The daily bread of tomorrow

All catering professionals tend to discuss this question: what will consumers of the future choose in the way of nourishment? We can imagine them torn between the desire for a balanced diet, the need for practicality, the notion of gustatory enjoyment, respect for the environment, the health benefits advocated by certain products … No doubt about it, we face a real challenge!

Taste, perception of freshness, price, texture, nutritional value, conservation time, authenticity of the product and sound environmental practice are among the top 10 purchasing criteria cited by European consumers of bread products in 2010 (1). But in terms of the future… “We have been going through a process of change in terms of our inherent values over the last few years. We are sick of consumption - for the first time the consumer no longer wants to consume, an unprecedented demographical change as a result of the ageing of the population. As time accelerates in a world of immediacy, people prefer to enjoy the moment…”, says Pascale Grelot-Girard, Director of the Consumer Department at TNS SOFRES. Now more than ever, it is important to go the extra mile to seduce the fickle consumer, in search of instant gratification.

Towards a new type of consumption

One issue that will certainly influence developments in breadmaking production is convenience, both in terms of time and use. Whether soft or crusty, the quest for perfect organoleptic properties which last as long as the bread product itself will always be an area of much research. Especially as the industry is faced with the challenge of keeping up with developments in the retail and catering industries. “The retail and catering industries are starting to combine their expertise and savoir-faire to be able to offer exactly what the consumer wants", says Valérie Lobry, Sial Managing Director. Indeed, although fast food is not being replaced, there is a switch towards a wider range of “non-immediate consumption” options: the takeaway market. On the retail side, more and more takeaway products such as sandwiches and pizzas are being sold. How will the flow of bread products evolve in this context, and how can products be adapted to suit the developments in our clients’ businesses?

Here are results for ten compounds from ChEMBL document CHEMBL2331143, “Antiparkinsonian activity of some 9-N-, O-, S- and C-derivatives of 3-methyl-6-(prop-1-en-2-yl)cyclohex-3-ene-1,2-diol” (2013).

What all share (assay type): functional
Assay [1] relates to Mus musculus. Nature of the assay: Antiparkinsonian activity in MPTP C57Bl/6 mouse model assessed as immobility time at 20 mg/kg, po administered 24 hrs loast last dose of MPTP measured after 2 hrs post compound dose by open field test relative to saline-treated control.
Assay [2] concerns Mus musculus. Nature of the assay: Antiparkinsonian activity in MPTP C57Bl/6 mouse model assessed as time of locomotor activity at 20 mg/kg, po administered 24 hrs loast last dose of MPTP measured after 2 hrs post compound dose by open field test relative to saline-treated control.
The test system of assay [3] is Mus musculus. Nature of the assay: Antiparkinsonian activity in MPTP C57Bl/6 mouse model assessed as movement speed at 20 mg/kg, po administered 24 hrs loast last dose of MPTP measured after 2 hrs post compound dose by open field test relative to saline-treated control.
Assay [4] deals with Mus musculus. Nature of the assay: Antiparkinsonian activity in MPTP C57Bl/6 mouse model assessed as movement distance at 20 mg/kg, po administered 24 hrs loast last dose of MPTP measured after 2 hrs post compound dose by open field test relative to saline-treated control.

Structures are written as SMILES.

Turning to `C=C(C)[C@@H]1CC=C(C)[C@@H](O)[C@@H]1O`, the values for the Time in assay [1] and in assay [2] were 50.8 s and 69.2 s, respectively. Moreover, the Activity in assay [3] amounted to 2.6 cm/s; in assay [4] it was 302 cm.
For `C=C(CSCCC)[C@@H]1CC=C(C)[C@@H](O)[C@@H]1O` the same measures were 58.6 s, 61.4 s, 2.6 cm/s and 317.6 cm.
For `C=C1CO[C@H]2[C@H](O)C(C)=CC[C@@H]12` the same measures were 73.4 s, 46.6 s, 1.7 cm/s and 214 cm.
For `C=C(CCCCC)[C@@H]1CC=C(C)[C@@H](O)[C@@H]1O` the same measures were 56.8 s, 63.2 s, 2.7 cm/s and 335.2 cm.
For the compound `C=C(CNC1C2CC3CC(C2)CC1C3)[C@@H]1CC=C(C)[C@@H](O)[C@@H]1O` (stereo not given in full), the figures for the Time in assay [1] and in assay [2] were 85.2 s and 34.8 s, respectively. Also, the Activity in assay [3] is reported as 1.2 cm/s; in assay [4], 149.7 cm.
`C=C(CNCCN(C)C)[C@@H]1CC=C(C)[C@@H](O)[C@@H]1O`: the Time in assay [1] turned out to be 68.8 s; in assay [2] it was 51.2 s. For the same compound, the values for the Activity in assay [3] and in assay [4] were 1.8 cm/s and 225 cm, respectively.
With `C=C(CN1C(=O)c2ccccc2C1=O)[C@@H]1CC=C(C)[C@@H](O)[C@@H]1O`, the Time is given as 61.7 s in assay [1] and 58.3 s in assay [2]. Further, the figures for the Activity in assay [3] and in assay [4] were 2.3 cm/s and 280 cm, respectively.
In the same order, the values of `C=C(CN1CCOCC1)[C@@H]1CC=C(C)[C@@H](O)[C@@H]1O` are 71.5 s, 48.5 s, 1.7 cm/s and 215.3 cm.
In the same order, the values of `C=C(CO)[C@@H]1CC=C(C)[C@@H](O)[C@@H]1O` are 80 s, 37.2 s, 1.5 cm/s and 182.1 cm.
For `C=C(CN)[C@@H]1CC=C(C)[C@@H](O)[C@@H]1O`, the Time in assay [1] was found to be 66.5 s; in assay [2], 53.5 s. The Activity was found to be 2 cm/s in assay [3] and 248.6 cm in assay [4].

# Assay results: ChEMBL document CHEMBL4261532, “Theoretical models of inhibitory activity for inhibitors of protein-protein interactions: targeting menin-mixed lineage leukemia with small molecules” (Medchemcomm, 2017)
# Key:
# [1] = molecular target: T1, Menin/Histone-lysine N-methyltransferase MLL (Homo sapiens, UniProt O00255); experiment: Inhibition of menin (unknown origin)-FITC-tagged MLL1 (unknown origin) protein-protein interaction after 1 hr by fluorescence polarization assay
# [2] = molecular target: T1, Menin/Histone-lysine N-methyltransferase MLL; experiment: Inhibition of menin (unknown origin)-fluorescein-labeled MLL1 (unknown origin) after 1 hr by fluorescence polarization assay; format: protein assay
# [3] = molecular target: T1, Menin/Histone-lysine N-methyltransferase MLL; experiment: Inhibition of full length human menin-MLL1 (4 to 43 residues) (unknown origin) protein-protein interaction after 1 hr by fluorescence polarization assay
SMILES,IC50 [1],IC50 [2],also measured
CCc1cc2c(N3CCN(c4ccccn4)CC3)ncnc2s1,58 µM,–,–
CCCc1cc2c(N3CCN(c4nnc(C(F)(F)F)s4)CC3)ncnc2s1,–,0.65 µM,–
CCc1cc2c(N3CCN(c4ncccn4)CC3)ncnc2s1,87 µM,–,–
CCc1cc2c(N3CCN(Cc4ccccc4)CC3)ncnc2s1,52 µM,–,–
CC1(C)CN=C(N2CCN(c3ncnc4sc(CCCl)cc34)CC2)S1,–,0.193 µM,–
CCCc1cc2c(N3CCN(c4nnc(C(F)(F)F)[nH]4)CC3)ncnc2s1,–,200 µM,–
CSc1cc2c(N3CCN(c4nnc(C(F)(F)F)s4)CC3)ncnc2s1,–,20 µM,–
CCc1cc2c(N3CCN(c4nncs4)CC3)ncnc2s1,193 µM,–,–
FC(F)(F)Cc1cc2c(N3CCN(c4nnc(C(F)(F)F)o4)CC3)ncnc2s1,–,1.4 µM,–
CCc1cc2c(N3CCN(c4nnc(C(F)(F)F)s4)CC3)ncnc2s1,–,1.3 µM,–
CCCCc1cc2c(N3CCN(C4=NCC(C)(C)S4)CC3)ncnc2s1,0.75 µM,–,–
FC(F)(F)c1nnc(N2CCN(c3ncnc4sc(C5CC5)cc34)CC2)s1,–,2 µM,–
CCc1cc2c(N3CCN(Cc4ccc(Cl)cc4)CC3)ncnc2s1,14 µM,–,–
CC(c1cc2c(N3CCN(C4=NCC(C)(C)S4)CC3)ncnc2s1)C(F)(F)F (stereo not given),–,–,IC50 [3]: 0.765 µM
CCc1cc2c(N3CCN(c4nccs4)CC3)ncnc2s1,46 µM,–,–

Bakers, as well as consumers, also have to think practically: how can we maximise profit? The search for low-cost ingredient substitutes which might even be able to protect bakers from the vagaries of volatile ingredient prices, reducing the quantities of unsold products by using “just in time” techniques… All possibilities to take into account when considering the improvements for the future.

Bread and health: hand in hand

Consumers are now more critical, more in-the-know than before, particularly thanks to social networking sites and new technologies. They are more sensitive than in the past to the impact of their food choices on their health and on the environment. Improving the nutritional value of bread products and the use of “clean label” recipes, coupled with increased pressure in terms of health policies, are trends which may well transform the face of our daily bread. As a result, there is every chance that our need for a connection with nature will become ever stronger. Overwhelmed by the bombardment of nutritional information, tomorrow’s consumer may well prefer to look for more natural products. “Manufacturers of industrial products must find a way in which to promote the intrinsic qualities of the natural products or ingredients. This is a field which still presents a surprising source of opportunities for the future”, adds Pascale Grelot-Girard. More than ever, optimising the properties of the active ingredients of wheat and other cereals will lead to the creation of new solutions.